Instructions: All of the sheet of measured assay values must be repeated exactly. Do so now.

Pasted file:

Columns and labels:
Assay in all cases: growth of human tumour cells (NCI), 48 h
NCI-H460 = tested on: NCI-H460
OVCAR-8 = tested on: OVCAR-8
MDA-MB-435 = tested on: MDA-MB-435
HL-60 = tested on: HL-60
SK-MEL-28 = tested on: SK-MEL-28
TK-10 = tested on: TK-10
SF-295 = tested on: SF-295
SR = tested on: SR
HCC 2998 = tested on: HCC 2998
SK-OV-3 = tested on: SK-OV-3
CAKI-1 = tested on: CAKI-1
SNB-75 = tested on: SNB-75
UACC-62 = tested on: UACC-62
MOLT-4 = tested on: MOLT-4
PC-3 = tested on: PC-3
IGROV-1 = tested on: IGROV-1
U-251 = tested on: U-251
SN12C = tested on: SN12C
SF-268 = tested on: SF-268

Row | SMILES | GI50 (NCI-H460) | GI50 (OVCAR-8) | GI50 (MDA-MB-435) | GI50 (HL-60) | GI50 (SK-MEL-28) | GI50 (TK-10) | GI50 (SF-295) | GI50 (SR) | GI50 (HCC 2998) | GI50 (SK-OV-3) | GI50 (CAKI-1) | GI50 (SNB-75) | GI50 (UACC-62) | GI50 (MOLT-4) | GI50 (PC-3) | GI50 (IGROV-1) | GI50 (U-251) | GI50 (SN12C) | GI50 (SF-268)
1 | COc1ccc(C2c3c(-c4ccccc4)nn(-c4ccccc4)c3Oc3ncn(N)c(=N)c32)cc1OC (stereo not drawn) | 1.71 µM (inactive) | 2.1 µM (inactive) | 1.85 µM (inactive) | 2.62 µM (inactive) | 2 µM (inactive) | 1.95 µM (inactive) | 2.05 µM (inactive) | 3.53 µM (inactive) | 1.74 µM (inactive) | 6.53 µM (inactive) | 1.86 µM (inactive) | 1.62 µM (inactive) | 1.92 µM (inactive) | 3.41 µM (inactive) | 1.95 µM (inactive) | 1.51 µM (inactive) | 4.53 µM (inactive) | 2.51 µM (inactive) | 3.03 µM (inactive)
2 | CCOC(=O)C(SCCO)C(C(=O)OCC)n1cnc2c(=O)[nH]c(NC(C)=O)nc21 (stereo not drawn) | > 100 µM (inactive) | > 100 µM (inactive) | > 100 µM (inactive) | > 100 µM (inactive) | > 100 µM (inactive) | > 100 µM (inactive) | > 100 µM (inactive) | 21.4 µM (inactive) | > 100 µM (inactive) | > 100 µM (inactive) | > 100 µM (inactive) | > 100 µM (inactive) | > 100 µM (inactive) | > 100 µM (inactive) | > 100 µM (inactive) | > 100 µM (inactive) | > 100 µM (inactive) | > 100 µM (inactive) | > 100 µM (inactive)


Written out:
Columns and labels:
Assay in all cases: growth of human tumour cells (NCI), 48 h
NCI-H460 = tested on: NCI-H460
OVCAR-8 = tested on: OVCAR-8
MDA-MB-435 = tested on: MDA-MB-435
HL-60 = tested on: HL-60
SK-MEL-28 = tested on: SK-MEL-28
TK-10 = tested on: TK-10
SF-295 = tested on: SF-295
SR = tested on: SR
HCC 2998 = tested on: HCC 2998
SK-OV-3 = tested on: SK-OV-3
CAKI-1 = tested on: CAKI-1
SNB-75 = tested on: SNB-75
UACC-62 = tested on: UACC-62
MOLT-4 = tested on: MOLT-4
PC-3 = tested on: PC-3
IGROV-1 = tested on: IGROV-1
U-251 = tested on: U-251
SN12C = tested on: SN12C
SF-268 = tested on: SF-268

Row | SMILES | GI50 (NCI-H460) | GI50 (OVCAR-8) | GI50 (MDA-MB-435) | GI50 (HL-60) | GI50 (SK-MEL-28) | GI50 (TK-10) | GI50 (SF-295) | GI50 (SR) | GI50 (HCC 2998) | GI50 (SK-OV-3) | GI50 (CAKI-1) | GI50 (SNB-75) | GI50 (UACC-62) | GI50 (MOLT-4) | GI50 (PC-3) | GI50 (IGROV-1) | GI50 (U-251) | GI50 (SN12C) | GI50 (SF-268)
1 | COc1ccc(C2c3c(-c4ccccc4)nn(-c4ccccc4)c3Oc3ncn(N)c(=N)c32)cc1OC (stereo not drawn) | 1.71 µM (inactive) | 2.1 µM (inactive) | 1.85 µM (inactive) | 2.62 µM (inactive) | 2 µM (inactive) | 1.95 µM (inactive) | 2.05 µM (inactive) | 3.53 µM (inactive) | 1.74 µM (inactive) | 6.53 µM (inactive) | 1.86 µM (inactive) | 1.62 µM (inactive) | 1.92 µM (inactive) | 3.41 µM (inactive) | 1.95 µM (inactive) | 1.51 µM (inactive) | 4.53 µM (inactive) | 2.51 µM (inactive) | 3.03 µM (inactive)
2 | CCOC(=O)C(SCCO)C(C(=O)OCC)n1cnc2c(=O)[nH]c(NC(C)=O)nc21 (stereo not drawn) | > 100 µM (inactive) | > 100 µM (inactive) | > 100 µM (inactive) | > 100 µM (inactive) | > 100 µM (inactive) | > 100 µM (inactive) | > 100 µM (inactive) | 21.4 µM (inactive) | > 100 µM (inactive) | > 100 µM (inactive) | > 100 µM (inactive) | > 100 µM (inactive) | > 100 µM (inactive) | > 100 µM (inactive) | > 100 µM (inactive) | > 100 µM (inactive) | > 100 µM (inactive) | > 100 µM (inactive) | > 100 µM (inactive)